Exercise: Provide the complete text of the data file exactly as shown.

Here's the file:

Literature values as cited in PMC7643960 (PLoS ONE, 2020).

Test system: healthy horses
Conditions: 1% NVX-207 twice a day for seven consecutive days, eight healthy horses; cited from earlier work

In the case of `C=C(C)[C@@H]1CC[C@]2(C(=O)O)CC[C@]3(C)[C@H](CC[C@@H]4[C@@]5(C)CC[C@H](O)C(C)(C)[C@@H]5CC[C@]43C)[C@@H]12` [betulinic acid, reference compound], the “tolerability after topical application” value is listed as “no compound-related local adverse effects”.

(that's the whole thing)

Literature values as cited in PMC7643960 (PLoS ONE, 2020).

Test system: healthy horses
Conditions: 1% NVX-207 twice a day for seven consecutive days, eight healthy horses; cited from earlier work

In the case of `C=C(C)[C@@H]1CC[C@]2(C(=O)O)CC[C@]3(C)[C@H](CC[C@@H]4[C@@]5(C)CC[C@H](O)C(C)(C)[C@@H]5CC[C@]43C)[C@@H]12` [betulinic acid, reference compound], the “tolerability after topical application” value is listed as “no compound-related local adverse effects”.